As with bad sex, most bad hacking scenes in movies and television involve someone needing to announce, “I’m in!” Since not long after people started connecting computers to other computers, Hollywood has been depicting fictional people attempting to use those connections for nefarious means. Naturally, Hollywood has also spent a lot of its time getting those depictions wrong. In the above clip from Wired, security researcher Samy Kamkar assesses a number of famous hacking scenes from TV and film to see just how off they are.

Probably the biggest criticism Kamkar has across the board is that a lot of hacking scenes tend to make use of outlandish 3D visual designs, when almost all real hacking tends to involve looking at text-based UNIX terminals or code compilers. Kamkar also notes that a lot of “hacking” scenes don’t involve any hacking at all, since they’re actually just people uploading virus software directly onto systems that don’t have any security measures whatsoever.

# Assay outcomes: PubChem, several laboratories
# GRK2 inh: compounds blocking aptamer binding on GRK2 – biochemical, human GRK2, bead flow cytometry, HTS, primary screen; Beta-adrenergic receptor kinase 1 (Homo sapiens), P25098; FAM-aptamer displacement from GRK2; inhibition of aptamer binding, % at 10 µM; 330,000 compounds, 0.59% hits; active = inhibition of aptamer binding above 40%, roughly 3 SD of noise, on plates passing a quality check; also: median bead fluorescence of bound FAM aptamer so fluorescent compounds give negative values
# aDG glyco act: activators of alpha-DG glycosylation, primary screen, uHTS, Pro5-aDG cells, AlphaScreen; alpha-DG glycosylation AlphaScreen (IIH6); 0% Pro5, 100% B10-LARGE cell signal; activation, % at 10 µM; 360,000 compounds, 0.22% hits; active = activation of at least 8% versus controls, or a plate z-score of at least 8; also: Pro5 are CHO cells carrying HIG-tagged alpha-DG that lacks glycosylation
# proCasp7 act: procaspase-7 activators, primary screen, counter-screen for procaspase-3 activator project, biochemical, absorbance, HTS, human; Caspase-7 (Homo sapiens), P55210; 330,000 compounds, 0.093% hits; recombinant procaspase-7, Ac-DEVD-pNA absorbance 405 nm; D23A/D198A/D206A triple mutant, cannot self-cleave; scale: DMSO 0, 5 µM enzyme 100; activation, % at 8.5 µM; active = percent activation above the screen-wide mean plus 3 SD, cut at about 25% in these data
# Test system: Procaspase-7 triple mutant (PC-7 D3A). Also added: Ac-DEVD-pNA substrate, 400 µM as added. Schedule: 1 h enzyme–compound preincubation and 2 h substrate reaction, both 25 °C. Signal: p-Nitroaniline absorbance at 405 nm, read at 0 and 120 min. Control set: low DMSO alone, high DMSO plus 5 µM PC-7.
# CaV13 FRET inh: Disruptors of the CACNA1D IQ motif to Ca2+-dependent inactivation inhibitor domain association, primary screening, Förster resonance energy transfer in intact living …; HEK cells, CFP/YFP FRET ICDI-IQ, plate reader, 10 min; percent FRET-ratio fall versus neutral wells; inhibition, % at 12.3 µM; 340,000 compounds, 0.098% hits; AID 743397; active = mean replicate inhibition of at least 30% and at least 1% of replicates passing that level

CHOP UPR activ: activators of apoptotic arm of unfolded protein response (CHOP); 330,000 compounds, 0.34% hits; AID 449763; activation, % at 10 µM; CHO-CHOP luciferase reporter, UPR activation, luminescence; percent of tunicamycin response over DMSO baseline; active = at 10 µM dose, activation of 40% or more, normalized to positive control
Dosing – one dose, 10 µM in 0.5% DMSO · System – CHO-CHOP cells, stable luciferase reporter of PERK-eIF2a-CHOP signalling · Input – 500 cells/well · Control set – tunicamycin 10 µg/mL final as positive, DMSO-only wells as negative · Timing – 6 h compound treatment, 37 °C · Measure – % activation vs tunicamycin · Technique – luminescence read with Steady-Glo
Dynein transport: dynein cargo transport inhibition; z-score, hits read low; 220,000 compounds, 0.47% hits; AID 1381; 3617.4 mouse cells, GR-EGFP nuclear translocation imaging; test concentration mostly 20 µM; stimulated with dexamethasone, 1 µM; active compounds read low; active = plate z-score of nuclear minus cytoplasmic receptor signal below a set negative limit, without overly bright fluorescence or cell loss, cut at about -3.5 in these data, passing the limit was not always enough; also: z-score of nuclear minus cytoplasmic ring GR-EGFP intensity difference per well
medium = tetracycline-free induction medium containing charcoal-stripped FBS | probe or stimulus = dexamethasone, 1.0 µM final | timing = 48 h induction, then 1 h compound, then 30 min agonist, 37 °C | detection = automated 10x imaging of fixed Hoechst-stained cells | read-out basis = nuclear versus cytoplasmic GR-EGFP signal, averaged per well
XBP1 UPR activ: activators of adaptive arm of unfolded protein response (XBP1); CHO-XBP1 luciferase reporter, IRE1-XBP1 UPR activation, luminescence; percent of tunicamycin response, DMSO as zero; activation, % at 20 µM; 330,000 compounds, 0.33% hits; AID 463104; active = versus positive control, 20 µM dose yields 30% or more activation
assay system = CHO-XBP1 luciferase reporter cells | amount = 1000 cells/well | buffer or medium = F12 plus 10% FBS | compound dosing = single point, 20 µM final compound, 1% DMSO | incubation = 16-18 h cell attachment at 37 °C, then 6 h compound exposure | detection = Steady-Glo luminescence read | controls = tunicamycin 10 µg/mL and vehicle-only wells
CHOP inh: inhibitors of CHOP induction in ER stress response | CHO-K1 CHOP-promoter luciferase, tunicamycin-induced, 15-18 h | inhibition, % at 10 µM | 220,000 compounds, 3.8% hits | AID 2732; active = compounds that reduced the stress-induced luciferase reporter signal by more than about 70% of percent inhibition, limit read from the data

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It’s not all bad, however. Unsurprisingly, the hacking in Mr. Robot gets the nod from Kamkar as being true-to-life. Perhaps more surprisingly, scenes from 1995's dueling blackhat films Hackers and The Net also both do well per Kamkar. And while audiences and critics weren’t fans of the 2008 Diane Lane techno-thriller Untraceable, Kamkar gives it kudos for its depiction of hacking.

In fact, overall Hollywood doesn’t do quite as terrible a job as one might expect. Even the productions that take creative liberties with visual design tend to do so in the service of hacking plots that aren’t complete gibberish. Well, except for the scene where a Criminal Minds character says of a female hacker, “Her GUI is mind-blowing.” That sucks real bad.

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